The observations toward the quiescent Taurus starless core L1544 were performed with the IRAM antenna, located at Pico Veleta (Spain) during one observing session in June 2009. Since the transitions of and have rest frequencies of and , respectively, it was not possible to observe both lines simultaneously with the same detector settings due to the current limitations in the telescope hardware. In the initial observing strategy, a splitting of the telescope time into two separate runs was planned; but owing to the unstable weather consitions, we decided to employ the whole allocated time integrating the transition in order to obtain a spectrum with sufficient signal-to-noise ratio. We used the EMIR receivers in the E090 configuration, observing the line in the lower-inner sideband. The observations were performed in frequency switching mode, with a throw of ; the backend used was the VESPA correlator set to a spectral resolution of (corresponding to ) and spectral bandpass of . Telescope pointing was checked every two hours on nearby planets and bright radio quasars and was found accurate to ; the half power beam width (HPBW) was . Scans were taken toward the peak of the continuum dust emission of L1544 (Caselli et al. 2002a), the adopted coordinates were , . We integrated for a total of 27.25 hours, with two orthogonal polarizations simutaneously observed and averaged together to produce the final spectrum. The rms noise level achieved was about , allowing for a clear detection of emission line toward L1544, as illustrated by Fig. 1. The spectrum is presented in units of and was corrected assuming a source filling factor of unity and using the forward and main beam efficiencies appropriate for , and , respectively.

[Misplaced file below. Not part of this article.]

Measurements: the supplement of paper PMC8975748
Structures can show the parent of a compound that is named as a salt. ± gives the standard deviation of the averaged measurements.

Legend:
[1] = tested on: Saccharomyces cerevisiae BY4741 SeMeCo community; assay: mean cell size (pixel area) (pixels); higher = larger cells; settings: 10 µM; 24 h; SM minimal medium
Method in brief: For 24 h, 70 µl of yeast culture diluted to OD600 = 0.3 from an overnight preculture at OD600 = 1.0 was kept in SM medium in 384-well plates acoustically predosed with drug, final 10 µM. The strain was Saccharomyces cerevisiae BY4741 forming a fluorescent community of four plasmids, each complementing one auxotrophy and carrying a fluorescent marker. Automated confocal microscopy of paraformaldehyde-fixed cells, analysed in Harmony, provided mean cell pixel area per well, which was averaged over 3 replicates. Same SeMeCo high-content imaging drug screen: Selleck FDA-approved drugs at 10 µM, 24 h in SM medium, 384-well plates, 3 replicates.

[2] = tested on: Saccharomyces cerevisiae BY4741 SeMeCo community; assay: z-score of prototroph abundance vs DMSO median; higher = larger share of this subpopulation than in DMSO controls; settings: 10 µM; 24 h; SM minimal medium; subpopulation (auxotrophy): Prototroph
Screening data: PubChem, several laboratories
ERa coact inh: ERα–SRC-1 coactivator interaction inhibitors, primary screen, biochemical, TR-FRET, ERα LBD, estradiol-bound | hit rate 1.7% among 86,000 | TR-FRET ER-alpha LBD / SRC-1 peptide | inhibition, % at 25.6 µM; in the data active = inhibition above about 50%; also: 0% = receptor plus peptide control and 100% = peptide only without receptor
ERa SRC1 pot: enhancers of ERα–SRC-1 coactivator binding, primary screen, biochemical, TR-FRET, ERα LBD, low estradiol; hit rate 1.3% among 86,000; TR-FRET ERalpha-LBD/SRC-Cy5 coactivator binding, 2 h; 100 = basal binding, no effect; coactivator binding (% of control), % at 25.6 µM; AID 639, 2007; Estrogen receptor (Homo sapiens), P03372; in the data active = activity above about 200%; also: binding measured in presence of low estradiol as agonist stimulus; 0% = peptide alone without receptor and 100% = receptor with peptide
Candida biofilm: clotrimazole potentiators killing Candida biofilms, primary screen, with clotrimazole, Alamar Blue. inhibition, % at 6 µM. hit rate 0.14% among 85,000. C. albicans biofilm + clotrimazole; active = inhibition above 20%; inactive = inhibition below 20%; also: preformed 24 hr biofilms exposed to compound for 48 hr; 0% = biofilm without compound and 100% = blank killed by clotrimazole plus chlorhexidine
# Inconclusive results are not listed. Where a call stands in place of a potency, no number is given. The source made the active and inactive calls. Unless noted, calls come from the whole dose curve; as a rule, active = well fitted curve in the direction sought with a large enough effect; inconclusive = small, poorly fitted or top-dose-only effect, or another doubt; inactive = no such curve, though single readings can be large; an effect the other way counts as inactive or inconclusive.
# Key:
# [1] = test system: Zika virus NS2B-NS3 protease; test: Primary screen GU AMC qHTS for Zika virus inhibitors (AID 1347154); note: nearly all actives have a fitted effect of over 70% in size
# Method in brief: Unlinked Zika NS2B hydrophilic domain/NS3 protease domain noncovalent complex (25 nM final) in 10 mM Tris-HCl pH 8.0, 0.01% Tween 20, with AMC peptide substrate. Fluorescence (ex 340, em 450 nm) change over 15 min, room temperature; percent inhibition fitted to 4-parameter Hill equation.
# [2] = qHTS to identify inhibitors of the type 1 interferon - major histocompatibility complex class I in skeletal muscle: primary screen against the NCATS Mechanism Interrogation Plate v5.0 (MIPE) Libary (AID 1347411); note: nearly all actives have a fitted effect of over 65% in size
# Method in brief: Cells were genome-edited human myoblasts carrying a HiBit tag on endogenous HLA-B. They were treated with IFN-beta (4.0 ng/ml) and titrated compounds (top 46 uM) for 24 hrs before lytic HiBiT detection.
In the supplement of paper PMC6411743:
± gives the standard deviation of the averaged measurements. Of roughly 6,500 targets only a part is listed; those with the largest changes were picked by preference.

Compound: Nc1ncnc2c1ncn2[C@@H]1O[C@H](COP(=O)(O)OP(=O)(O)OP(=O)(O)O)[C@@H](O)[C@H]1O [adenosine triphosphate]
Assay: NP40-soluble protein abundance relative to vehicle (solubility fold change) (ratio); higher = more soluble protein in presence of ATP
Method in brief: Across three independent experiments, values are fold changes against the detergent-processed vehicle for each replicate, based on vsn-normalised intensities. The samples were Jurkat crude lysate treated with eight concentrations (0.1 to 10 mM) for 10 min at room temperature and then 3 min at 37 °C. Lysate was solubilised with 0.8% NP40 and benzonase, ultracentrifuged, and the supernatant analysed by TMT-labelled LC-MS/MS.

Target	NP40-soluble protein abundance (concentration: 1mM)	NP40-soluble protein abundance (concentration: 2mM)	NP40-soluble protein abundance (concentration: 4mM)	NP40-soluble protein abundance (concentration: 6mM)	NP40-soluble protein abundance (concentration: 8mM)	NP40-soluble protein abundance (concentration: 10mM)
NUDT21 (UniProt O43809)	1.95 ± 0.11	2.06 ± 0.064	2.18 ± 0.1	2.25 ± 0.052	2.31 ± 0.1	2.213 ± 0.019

The data processing was done with the GILDAS111See GILDAS home page at the URL: http://www.iram.fr/IRAMFR/GILDAS. software (e.g. Pety 2005); due to the wavy background produced by the frequency switching observing method, extensive polynomial baseline subtraction had to be applied to obtain reasonable flat spectra. Since the nuclear spin of is , has only one quadrupolar nucleus, with , thus its rotational lines are split into a triplet, making its detection easier than of the parent species whose hyperfine structure is spread over seven components (Caselli et al. 1995).